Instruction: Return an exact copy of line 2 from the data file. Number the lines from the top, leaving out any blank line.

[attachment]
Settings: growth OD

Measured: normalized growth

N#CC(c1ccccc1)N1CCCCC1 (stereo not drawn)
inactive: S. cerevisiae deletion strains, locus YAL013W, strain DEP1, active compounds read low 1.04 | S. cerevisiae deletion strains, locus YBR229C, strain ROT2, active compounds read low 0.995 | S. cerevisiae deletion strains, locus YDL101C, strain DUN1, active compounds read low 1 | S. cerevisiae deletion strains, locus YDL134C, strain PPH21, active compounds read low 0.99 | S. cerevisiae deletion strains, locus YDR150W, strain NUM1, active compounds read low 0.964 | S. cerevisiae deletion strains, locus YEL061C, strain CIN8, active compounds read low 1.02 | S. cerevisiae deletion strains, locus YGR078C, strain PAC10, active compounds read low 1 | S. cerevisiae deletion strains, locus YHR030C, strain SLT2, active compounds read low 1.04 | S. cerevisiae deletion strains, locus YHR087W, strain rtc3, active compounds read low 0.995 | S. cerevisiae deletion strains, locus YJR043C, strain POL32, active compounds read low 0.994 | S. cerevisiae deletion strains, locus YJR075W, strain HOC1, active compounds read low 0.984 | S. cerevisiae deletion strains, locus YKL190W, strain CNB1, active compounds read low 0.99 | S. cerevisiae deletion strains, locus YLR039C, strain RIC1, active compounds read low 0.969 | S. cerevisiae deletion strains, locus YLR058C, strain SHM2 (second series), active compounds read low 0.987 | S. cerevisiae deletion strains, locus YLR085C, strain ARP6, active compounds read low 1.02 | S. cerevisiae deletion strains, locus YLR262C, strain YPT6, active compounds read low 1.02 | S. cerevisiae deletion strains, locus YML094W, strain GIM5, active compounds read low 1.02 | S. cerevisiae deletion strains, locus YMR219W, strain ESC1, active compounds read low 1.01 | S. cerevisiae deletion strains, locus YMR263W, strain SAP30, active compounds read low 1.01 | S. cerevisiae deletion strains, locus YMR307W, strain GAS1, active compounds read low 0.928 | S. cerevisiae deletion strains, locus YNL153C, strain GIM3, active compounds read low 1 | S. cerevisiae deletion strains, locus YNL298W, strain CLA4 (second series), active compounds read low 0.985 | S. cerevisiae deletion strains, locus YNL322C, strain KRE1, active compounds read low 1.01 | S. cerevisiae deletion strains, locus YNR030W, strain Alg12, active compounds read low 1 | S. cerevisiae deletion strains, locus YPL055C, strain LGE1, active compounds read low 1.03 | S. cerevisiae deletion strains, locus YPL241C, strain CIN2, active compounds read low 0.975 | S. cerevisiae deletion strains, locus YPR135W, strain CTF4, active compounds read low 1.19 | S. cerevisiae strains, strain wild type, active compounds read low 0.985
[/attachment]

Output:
Measured: normalized growth